Here’s one for the fact fans out there, in Download Festival’s 11 year history, Linkin Park have headlined the event more times than anyone else, with a whopping 4 headline appearances to their name. This puts them one ahead both Metallica and Iron Maiden who are both tied at 3 a piece.
It’s interesting to imagine that for all the hate and negativity that Linkin Park get slung their way, they have headlined that amount of times and still manage to pull a relatively large crowd every time too. In fact, add in a Sonisphere headline slot, a Reading & Leeds headline slot, and a Milton Keynes show appearance to their name and their big show record in the UK is pretty impressive. As often happens the trolls will still try to tell you no one gives a shit…go figure.
With that said, in the 14 years, (yes, it has been that long) since the release of the bands debut album “Hybrid Theory,” I’ve never seen the band play a full set live which itself is also an impressive feat considering they’ve been everywhere. But this year at Download I was determined to see them. I was even willing to miss the return of Sikth, a band I have all the respect in the world for, and Behemoth who have released one of the year’s best albums, just to catch Linkin Park. I made this effort for one reason, “Hybrid Theory,” in full!
When I was 15 years old, and just getting into metal, I had a busted ass cassette Walkmen and a bunch of cassettes and on one of those I had “Infest” by Papa Roach on one side and “Hybrid Theory” on the other, which was the soundtrack to my paper route and my school days. So the chance to hear it live was too good to resist.
Wisely the band realises that playing all of “Hybrid Theory” is the main selling point of tonight’s set and they open with it right out of the gate, and for the next 40 minutes Linkin Park roll out more bangers than a sausage factory. Hit after hit after motherfuckin’ hit. It’s easy to poke holes and dig into Linkin Park, but when they play one of the biggest selling rock albums of all time, with songs that sound as fresh now as they did 14 years ago, how could anyone not be impressed. Lucky for me the album itself contains my two favourite band tracks, ‘With you’ and ‘Pushing me away’ so I was beyond stoked to hear them live.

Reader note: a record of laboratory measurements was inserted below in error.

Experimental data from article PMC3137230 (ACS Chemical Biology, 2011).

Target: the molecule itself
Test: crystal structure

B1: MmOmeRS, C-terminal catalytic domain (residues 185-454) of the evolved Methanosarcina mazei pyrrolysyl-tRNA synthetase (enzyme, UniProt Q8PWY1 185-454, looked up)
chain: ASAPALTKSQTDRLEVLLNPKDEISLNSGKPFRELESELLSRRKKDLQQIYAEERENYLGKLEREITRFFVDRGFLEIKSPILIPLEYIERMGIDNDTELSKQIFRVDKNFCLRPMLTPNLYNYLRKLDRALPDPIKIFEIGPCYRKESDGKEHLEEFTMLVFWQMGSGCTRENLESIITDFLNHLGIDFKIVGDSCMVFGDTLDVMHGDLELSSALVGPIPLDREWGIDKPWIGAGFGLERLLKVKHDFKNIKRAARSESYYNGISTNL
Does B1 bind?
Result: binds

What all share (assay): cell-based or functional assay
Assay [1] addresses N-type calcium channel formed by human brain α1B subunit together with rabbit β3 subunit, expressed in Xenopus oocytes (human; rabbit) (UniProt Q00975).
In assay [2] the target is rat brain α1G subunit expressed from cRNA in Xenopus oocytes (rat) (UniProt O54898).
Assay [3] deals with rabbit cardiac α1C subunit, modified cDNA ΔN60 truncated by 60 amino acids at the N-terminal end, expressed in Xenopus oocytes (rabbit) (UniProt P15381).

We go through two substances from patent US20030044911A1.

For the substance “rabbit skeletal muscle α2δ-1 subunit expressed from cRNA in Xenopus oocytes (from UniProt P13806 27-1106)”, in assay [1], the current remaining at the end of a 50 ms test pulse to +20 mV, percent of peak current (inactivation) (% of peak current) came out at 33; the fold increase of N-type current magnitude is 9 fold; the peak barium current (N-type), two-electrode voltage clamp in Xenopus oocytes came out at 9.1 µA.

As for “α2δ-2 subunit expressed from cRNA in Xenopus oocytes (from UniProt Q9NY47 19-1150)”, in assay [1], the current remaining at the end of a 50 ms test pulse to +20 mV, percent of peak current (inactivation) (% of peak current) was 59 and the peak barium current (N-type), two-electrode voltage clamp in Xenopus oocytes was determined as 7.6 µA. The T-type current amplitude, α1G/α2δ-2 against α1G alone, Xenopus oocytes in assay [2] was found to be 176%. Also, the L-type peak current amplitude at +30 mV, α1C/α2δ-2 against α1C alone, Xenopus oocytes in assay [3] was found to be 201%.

The best thing about the play through of “Hybrid Theory” isn’t just the songs, it’s the massive party atmosphere that ignites in the audience. You people singing their hearts out, strangers partying with strangers, there was a real sense of people getting involved and having the times of their lives. Looking further into the crowd and seeing members of Bowling For Soup and Upon A Burning Body mingling and getting down with other fans over a common love of something shows what a true community metal and rock really is.
But with the highs must come the lows and as quickly as the “Hybrid Theory” raised everyone’s spirits, the second half of the set fails to bring the same energy. As the band digs further into their back catalogue it becomes clear just how uneven it is, but also how it pales so much in comparison to that debut. Whilst not bad, it does lose a lot of the momentum that the first 40 minutes had, and sees the audience grow restless, an inevitable end I think.
Still Linkin Park solider on and manage to cull together a set that in many ways shows why they became a headline act and why the band themselves admit to not being a metal band. Far too experimental and pop orientated for those that long for the straightforward nu metal stomp of the “Hybrid Theory” years. Even if it was only a game of one half, it was still a better experience than what I was hoping for, and in the end that’s all that really matters.
Photo credit: Andrew Whitton